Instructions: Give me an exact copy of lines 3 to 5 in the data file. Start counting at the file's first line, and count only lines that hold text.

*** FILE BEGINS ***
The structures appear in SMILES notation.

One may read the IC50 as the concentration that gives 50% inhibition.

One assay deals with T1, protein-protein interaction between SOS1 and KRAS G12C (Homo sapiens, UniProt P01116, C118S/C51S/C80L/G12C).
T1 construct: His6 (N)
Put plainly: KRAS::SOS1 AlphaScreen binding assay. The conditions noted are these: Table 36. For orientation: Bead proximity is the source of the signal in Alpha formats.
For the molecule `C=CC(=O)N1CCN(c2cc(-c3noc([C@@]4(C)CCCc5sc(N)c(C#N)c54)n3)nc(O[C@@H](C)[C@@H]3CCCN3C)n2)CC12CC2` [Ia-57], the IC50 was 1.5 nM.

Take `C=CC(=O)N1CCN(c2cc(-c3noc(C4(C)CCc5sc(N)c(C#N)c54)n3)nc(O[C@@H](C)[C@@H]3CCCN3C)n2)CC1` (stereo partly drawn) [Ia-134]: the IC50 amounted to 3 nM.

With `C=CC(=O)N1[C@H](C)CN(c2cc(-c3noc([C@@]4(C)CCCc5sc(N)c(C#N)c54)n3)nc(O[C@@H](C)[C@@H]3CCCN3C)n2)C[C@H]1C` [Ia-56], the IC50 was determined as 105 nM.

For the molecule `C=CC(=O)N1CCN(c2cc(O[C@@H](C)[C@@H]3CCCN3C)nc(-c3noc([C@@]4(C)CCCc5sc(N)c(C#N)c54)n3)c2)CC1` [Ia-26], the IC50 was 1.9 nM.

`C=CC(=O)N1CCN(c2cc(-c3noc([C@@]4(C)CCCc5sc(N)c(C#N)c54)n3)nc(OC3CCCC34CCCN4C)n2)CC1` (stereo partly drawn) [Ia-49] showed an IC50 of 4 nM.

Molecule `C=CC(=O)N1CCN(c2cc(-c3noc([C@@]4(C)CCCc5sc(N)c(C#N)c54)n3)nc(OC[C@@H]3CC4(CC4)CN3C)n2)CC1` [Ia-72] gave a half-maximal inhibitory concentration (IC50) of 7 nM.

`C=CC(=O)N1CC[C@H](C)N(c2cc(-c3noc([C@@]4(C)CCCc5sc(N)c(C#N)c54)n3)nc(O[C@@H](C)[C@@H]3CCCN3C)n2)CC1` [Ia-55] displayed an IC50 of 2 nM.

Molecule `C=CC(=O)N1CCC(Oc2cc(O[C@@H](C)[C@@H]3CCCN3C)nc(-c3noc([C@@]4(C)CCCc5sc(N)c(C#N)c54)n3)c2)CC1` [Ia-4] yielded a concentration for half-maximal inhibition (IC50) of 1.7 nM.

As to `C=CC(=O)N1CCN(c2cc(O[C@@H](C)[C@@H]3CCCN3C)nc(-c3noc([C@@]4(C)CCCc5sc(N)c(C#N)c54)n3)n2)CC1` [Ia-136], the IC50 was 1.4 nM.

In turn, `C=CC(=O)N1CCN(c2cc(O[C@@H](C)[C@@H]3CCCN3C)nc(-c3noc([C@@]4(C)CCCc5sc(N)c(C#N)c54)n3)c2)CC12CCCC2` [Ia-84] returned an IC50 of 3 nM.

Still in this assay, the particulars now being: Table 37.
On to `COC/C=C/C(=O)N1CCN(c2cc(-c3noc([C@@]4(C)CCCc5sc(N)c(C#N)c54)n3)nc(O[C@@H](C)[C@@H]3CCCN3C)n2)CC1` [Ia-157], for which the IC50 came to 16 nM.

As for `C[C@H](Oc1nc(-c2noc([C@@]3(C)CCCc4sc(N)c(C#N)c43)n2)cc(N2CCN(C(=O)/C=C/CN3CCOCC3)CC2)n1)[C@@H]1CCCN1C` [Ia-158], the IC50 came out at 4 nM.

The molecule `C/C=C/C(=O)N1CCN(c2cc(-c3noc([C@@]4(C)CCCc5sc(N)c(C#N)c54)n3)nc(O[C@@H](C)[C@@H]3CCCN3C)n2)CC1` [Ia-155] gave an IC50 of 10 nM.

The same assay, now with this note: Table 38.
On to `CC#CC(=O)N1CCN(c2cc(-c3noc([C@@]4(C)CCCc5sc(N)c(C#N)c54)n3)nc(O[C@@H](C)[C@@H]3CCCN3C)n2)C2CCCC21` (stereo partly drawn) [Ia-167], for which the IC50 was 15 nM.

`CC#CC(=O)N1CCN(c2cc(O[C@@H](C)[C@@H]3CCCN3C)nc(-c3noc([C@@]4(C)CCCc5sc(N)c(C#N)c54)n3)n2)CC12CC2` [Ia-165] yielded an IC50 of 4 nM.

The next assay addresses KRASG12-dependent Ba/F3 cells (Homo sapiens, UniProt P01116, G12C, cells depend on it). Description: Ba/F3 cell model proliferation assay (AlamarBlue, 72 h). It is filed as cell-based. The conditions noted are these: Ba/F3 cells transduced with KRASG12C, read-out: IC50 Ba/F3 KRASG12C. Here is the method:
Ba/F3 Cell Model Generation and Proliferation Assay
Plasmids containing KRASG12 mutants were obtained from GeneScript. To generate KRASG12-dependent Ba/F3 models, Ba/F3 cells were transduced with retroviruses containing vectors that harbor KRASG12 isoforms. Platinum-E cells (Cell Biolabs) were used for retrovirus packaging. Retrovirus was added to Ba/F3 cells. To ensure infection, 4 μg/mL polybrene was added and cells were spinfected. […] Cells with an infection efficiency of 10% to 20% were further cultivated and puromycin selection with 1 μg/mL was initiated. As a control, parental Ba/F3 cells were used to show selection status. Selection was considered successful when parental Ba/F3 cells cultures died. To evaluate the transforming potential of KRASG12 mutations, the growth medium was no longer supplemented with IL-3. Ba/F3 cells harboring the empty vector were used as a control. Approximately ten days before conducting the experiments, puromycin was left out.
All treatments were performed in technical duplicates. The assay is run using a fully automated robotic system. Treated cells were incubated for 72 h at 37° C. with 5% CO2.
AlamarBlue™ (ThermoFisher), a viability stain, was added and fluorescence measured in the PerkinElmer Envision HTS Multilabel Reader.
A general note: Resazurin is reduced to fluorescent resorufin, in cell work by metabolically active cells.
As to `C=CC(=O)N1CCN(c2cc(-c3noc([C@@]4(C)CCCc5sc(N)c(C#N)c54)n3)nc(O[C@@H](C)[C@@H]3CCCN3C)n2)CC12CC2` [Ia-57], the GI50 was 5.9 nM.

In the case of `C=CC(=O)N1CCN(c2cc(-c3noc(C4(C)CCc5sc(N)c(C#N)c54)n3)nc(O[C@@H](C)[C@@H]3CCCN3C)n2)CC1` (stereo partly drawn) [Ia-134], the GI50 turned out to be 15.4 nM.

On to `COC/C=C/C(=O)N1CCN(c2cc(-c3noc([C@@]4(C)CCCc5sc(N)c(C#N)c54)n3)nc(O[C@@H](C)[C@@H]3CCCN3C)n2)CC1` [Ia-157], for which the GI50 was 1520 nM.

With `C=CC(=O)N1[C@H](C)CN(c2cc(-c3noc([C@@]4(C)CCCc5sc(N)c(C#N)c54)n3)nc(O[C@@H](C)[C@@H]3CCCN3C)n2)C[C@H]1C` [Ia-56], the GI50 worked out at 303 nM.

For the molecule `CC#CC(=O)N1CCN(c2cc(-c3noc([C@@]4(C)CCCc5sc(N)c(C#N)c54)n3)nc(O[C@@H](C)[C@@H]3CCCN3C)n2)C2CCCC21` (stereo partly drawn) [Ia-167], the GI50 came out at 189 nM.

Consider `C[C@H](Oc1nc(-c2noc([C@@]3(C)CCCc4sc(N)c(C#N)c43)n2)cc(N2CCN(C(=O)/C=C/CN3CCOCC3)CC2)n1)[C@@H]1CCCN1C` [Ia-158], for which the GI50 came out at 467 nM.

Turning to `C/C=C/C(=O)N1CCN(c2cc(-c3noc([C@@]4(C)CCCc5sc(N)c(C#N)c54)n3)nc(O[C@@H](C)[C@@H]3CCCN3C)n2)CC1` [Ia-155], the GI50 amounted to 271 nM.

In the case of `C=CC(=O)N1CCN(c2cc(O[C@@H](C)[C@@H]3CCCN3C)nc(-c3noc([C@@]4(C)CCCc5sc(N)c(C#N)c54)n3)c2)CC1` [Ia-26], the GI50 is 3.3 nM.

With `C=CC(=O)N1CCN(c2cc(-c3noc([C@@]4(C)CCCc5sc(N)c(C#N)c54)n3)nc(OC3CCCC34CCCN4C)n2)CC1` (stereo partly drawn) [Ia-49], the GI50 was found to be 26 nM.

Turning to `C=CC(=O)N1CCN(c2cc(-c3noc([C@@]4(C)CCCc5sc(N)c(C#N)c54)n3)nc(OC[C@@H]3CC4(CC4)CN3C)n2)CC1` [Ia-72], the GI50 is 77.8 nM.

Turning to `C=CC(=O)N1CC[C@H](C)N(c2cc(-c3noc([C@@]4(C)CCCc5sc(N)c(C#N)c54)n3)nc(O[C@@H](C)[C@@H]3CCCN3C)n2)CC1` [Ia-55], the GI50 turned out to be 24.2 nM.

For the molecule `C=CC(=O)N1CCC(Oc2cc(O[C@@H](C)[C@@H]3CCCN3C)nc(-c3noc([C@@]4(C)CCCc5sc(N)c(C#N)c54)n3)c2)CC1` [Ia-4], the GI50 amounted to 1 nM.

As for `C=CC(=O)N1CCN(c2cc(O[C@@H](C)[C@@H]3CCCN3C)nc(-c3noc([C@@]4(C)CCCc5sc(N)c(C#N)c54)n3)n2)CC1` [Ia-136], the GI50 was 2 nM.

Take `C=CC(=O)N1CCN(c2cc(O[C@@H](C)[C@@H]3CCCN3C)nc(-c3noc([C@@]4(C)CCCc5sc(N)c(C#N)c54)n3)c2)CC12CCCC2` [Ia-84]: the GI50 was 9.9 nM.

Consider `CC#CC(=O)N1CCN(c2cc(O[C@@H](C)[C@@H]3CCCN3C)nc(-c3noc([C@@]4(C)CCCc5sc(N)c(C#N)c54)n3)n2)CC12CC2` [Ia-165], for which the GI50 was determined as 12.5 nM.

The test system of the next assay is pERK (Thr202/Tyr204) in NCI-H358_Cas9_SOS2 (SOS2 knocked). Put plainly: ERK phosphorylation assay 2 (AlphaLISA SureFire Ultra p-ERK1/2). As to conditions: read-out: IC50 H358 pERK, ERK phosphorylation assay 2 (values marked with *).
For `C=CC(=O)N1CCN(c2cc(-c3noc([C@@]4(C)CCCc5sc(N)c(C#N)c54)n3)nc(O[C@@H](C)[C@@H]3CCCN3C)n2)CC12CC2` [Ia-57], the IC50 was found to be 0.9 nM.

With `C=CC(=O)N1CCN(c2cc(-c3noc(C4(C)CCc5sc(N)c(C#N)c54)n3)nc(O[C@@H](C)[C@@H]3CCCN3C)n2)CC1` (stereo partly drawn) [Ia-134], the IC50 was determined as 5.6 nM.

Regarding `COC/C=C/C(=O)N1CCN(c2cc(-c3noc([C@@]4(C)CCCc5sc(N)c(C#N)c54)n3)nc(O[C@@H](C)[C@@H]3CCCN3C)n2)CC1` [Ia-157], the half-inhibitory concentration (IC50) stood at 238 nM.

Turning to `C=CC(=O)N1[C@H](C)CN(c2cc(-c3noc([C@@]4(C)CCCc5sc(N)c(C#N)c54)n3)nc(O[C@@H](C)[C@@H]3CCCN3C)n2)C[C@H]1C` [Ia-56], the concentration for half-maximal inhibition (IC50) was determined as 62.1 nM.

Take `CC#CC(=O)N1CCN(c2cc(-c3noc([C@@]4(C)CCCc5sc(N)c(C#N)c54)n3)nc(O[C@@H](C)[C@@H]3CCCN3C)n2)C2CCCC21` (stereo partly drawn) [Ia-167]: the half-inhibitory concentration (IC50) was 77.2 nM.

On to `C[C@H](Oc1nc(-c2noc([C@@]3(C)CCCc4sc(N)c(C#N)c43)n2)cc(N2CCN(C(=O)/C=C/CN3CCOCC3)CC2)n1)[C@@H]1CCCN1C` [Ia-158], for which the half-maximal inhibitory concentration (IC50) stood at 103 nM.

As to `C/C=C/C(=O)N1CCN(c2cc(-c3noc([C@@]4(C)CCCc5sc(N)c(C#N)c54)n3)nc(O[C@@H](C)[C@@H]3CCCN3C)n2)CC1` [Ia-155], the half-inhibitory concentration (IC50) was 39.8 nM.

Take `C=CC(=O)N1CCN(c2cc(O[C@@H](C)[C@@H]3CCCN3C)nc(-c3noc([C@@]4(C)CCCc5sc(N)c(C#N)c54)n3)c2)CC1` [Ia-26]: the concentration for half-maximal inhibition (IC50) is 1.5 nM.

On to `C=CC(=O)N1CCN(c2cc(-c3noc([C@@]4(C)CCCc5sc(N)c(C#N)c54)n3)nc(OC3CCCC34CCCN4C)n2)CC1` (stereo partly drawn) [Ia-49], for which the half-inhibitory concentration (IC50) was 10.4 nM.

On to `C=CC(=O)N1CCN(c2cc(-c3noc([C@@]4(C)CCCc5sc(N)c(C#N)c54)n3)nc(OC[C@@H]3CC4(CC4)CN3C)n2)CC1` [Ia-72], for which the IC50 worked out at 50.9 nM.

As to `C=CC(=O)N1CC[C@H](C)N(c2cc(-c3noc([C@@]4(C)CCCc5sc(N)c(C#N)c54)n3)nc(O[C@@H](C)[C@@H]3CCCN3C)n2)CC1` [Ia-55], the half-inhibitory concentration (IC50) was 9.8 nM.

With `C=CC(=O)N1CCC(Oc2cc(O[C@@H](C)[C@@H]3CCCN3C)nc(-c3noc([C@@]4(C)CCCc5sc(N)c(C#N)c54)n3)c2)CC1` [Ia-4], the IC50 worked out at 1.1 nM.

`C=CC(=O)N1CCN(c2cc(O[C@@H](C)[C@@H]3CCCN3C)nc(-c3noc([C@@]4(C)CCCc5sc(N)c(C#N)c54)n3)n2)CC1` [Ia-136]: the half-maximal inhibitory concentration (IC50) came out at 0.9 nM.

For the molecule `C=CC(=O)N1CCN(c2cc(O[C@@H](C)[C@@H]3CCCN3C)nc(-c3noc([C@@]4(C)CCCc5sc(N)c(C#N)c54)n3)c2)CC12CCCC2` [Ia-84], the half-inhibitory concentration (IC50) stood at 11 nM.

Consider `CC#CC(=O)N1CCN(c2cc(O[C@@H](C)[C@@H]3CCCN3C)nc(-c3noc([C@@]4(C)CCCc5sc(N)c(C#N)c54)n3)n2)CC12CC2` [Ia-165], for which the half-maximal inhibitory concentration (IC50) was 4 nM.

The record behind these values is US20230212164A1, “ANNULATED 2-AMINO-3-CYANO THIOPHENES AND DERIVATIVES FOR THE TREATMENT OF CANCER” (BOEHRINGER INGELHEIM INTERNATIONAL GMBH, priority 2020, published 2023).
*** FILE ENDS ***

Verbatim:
One assay deals with T1, protein-protein interaction between SOS1 and KRAS G12C (Homo sapiens, UniProt P01116, C118S/C51S/C80L/G12C).
T1 construct: His6 (N)
Put plainly: KRAS::SOS1 AlphaScreen binding assay. The conditions noted are these: Table 36. For orientation: Bead proximity is the source of the signal in Alpha formats.